In the Emily
Little birds on stilts chant—Zero, Zero at the Bone—
As dream approaches this grave-lined yard.
There is no rack. I carry my bicycle inside, hide it—Where?
Quick—behind Emily’s beckoning bed.
In the living room, her writing desk. Enter at your risk.
Tiny knives fasten all the drawers.
Rows of suspended sculptures move on wires.
Under each—circling sand—magenta, azure, electric green.
Emily—her white perfection—graces every one. Clarety-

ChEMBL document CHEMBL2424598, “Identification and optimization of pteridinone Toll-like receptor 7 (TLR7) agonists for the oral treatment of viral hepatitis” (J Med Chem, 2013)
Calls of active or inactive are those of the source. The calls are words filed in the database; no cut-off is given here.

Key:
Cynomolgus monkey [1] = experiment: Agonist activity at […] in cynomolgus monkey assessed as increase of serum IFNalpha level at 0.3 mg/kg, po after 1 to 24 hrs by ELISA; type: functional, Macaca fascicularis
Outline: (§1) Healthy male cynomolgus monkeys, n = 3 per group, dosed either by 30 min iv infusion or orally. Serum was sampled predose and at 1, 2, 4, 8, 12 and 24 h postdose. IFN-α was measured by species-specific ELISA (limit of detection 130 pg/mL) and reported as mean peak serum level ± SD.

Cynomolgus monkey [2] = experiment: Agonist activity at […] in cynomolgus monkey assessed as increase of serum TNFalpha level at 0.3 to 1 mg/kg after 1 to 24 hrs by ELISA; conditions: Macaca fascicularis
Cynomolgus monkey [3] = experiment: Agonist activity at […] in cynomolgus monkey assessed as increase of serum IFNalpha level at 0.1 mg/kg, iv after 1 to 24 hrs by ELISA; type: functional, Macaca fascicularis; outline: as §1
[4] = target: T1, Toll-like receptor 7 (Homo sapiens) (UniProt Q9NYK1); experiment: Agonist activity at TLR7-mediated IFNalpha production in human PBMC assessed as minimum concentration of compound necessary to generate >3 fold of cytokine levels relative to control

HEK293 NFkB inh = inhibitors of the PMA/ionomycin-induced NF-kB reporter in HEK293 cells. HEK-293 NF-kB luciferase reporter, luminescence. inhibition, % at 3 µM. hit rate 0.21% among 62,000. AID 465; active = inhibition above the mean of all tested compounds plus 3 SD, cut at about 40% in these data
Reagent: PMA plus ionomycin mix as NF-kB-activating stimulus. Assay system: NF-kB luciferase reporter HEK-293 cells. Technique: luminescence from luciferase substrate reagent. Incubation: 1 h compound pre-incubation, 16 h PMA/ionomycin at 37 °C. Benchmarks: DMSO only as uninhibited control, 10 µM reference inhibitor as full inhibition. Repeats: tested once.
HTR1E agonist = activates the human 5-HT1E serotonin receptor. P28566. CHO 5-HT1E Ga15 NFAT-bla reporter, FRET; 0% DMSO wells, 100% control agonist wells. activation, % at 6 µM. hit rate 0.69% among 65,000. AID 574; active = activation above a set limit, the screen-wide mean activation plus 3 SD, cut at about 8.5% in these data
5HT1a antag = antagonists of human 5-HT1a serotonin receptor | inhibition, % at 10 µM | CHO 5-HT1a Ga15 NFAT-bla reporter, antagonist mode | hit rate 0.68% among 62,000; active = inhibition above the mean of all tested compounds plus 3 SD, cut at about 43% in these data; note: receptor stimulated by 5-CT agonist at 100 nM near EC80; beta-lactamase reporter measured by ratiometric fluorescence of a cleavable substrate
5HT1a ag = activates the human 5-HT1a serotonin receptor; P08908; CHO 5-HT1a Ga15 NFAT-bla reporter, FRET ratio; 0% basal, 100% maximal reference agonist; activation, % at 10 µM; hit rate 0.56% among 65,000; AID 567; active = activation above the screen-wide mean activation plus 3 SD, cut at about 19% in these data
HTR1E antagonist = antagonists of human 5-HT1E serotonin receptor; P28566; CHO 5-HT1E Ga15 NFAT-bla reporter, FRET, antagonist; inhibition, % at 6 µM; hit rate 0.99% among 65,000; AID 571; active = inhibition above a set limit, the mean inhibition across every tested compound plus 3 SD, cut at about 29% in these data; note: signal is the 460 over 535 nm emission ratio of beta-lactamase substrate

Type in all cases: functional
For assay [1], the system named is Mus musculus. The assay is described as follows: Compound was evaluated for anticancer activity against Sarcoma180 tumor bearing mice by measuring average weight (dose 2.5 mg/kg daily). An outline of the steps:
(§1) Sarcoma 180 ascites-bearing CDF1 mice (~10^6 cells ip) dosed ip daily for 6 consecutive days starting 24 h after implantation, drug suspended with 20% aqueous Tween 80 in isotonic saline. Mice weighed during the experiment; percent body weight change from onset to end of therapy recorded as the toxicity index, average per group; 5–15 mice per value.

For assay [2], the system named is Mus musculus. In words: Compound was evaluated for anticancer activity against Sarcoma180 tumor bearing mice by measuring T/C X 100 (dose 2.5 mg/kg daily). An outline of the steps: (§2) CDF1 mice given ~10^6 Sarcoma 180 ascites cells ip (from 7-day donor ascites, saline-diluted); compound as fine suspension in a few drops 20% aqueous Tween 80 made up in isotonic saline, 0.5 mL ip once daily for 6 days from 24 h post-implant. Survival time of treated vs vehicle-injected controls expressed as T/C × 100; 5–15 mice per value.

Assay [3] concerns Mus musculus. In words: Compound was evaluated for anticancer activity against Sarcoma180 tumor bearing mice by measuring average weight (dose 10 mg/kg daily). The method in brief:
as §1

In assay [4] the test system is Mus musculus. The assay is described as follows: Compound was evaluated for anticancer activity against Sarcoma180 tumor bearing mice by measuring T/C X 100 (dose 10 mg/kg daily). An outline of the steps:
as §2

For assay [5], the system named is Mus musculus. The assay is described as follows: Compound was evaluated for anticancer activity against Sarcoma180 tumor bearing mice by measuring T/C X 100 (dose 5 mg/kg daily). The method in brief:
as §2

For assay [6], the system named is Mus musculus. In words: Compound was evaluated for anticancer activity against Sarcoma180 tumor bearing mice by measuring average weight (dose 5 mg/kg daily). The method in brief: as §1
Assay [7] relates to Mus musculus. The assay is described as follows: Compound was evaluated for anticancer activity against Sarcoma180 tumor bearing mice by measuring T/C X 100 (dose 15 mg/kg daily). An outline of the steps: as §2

haired, she etches words onto alabaster stars.
The last one, Juggler. Hundreds of wire balls
with iridescent beads arc and fall into her slender hands.
Suddenly—the sculptures still.
Closed, the museum door—sonorous—announces.
I run, retrieve my bike. But who could mount it now?
Front wheel—Transposed into a saw—
Margaret Walther is a retired librarian in the Denver metropolitan area. She is a member of Columbine Poets, a group which promotes poetry throughout Colorado, has been a guest editor for Buffalo Bones, has taught workshops, and has poems published in many journals, such as Connecticut Review, Fugue, Red Rock Review, and Quarterly West.